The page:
The Corporate Tax Game
Republicans and Democrats in Washington rarely agree on anything these days. But in recent months almost everyone seems to have coalesced around the notion that the corporate tax system is broken and needs to be fixed.
President Obama is for it. So are the two leaders of the tax-writing committees in Congress: the House Ways and Means chairman, Dave Camp, a Republican, and Max Baucus, the Democratic chairman of the Senate Finance Committee, who plans to retire next year and may be seeking a capstone for his career. The country's biggest companies have declared loudly that they are in favor of revising the nation's business tax system, too.
Despite the widespread support, the campaign for an overhaul is exposing deep fault lines within the business world that suggest it may fall apart. The problem is how to pay for everything lawmakers and businesses want without adding to the deficit.
The main goal of the advocates on both sides of the aisle is to lower the official corporate top rate from 35 percent, the highest among industrialized nations. Republican leaders and a large number of giant companies also want to end what they regard as the noxious practice of taxing the profits that multinational corporations earn abroad. The United States is one of the few countries to do so.
The only way to tackle such goals without losing revenue, however, is to close specific corporate tax preferences intended to promote various activities considered worthwhile by their supporters. There is plenty of money to be found: a Government Accountability Office study in March estimated the 80 or so business tax exemptions added up to about $181 billion in 2011, roughly the same size as total corporate tax revenue.
Yet each of these corporate tax breaks is worth a fortune to the industries they benefit—and fierce campaigning is under way, employing teams of lobbyists in Washington, to keep them in place.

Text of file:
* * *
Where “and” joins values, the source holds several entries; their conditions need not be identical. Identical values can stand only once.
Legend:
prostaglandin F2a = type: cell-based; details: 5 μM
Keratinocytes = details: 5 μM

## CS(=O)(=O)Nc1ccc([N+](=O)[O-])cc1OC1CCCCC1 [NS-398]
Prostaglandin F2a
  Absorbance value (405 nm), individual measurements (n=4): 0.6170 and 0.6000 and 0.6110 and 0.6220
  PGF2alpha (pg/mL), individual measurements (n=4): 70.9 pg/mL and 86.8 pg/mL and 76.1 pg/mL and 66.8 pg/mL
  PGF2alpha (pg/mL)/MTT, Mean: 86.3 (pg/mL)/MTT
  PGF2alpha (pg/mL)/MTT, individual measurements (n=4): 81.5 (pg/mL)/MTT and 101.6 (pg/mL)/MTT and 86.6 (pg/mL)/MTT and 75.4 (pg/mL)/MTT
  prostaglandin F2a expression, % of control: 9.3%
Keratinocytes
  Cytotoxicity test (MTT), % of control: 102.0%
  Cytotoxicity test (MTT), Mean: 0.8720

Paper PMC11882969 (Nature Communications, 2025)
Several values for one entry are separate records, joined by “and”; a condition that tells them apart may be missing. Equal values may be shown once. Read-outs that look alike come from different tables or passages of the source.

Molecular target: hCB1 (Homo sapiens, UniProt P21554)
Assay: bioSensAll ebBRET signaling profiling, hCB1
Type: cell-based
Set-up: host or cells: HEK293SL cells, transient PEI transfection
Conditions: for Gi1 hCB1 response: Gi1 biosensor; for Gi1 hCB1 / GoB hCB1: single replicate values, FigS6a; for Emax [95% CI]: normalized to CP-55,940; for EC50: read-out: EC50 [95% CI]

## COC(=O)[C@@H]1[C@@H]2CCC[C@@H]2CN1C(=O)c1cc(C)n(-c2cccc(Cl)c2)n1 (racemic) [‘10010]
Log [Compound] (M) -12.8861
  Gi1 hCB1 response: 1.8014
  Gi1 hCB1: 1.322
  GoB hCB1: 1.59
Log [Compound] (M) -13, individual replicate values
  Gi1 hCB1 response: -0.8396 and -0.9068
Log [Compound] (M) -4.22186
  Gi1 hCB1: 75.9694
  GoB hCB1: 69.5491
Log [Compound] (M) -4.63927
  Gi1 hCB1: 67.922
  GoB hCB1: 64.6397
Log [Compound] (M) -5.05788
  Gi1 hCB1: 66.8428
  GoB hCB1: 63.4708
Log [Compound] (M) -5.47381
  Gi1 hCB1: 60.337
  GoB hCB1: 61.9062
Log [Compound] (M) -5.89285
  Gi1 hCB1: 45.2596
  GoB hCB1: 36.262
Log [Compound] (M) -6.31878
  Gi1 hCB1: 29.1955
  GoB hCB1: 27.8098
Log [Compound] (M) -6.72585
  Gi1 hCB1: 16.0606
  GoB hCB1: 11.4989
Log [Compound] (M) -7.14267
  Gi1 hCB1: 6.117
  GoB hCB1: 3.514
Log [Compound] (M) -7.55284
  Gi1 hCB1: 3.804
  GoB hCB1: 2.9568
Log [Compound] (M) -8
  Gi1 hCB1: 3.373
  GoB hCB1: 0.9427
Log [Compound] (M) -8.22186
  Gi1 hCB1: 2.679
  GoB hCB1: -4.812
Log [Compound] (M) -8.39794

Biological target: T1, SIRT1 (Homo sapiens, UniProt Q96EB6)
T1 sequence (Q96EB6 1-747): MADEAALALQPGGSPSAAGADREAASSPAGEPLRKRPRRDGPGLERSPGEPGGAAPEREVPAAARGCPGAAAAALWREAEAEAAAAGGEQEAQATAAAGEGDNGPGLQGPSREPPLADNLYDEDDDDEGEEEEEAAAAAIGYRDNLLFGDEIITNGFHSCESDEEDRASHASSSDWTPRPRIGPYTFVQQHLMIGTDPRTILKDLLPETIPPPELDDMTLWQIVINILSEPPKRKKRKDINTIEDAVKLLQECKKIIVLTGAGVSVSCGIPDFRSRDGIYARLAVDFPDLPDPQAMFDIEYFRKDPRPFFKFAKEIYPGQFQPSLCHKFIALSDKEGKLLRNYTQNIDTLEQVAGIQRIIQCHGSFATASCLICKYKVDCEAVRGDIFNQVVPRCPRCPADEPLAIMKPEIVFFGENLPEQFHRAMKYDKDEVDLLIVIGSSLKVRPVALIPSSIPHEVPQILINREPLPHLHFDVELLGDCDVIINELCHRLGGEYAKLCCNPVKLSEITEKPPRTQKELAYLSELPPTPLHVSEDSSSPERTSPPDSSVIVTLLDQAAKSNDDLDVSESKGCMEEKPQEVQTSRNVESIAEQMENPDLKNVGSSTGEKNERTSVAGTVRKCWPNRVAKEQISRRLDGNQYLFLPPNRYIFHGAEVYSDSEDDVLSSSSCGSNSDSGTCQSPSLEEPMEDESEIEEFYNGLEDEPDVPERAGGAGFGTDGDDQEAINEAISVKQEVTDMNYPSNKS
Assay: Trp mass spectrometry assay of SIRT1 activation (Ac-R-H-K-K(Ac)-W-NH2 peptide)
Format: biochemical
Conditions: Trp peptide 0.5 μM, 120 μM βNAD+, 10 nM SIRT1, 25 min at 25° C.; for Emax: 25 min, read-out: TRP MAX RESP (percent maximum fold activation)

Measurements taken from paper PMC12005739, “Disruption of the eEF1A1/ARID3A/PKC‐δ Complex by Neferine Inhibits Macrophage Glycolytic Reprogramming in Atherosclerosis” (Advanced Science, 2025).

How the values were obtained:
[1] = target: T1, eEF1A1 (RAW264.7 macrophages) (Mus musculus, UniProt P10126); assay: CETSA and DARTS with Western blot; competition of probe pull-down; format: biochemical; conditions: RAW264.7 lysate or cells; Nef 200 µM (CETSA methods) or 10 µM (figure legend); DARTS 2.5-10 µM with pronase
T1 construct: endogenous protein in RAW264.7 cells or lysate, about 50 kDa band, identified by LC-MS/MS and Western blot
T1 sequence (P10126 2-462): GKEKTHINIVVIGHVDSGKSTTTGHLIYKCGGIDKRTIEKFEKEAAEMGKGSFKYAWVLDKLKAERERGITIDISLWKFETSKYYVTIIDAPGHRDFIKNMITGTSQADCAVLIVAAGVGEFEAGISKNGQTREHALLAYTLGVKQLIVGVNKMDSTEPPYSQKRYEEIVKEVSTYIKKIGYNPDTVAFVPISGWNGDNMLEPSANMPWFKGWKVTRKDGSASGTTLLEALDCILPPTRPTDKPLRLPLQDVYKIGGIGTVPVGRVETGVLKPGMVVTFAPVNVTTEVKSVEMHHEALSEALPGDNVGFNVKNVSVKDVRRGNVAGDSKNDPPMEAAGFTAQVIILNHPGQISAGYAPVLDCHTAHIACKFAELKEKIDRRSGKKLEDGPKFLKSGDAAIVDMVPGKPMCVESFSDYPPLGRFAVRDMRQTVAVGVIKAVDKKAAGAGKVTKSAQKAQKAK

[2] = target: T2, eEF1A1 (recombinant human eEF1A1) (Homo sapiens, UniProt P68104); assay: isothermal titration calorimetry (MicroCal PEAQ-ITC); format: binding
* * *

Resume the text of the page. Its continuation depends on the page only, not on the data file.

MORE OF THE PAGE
"It is going to be practically impossible to get the rate down," said Howard Gleckman, a fellow at the nonpartisan Tax Policy Center. "No one wants to cut their preferences."
Since the last reduction in United States corporate tax rates, in 1986, other nations have reduced their own business rates; corporations complain this is putting them at a sharp competitive disadvantage. In reality, though, few companies pay the official rate.
Many pay at a much lower effective rate, taking advantage of numerous tax breaks and loopholes and using aggressive tax strategies to shift profits to more generous tax territories abroad. Among the companies benefiting from lower effective rates is General Electric, which has paid total corporate taxes—federal, state, local and foreign—equal to 17.9 percent of its cumulative $81 billion in earnings over the last five years, according to an analysis by S&P Capital IQ.
FedEx paid 20.1 percent, Amazon.com 6.6 percent and Ford Motor 4.2 percent. G.E. said its tax rate was unusually low over this period because it had big losses during the financial crisis. FedEx said it took advantage of temporary incentives to make new investments.
Congress, under relentless pressure from business interests, has allowed corporate taxes to dwindle as a source of revenue. In 2012, they amounted to about 1.6 percent of gross domestic product, half the level collected in 1970. By comparison, the individual income tax generated 7.3 percent of G.D.P. last year.
Many industrialized countries collect more than that percentage, although they, too, have to contend with a competitive globalized world where multinational companies can shift profits beyond the reach of local tax authorities.
"Income is increasingly difficult to nail down," said Aswath Damodaran, a finance professor at New York University. "It is like nailing jelly to the wall. And the problem is only going to get worse rather than better."
The two biggest corporate tax breaks are for accelerated depreciation of machinery and equipment, which saved corporations an estimated $76 billion in 2011, and deferral of foreign source income.
Deferral allows big multinational corporations to postpone paying United States taxes on foreign earnings until they bring those profits home. It saved them $41 billion in 2011. American corporations had amassed about $1.7 trillion in offshore profits by last year, analysts at JPMorgan Chase estimated, a figure that is now believed to be almost $2 trillion.
Mr. Obama wants to claw some of this back by imposing a minimum tax on foreign earnings.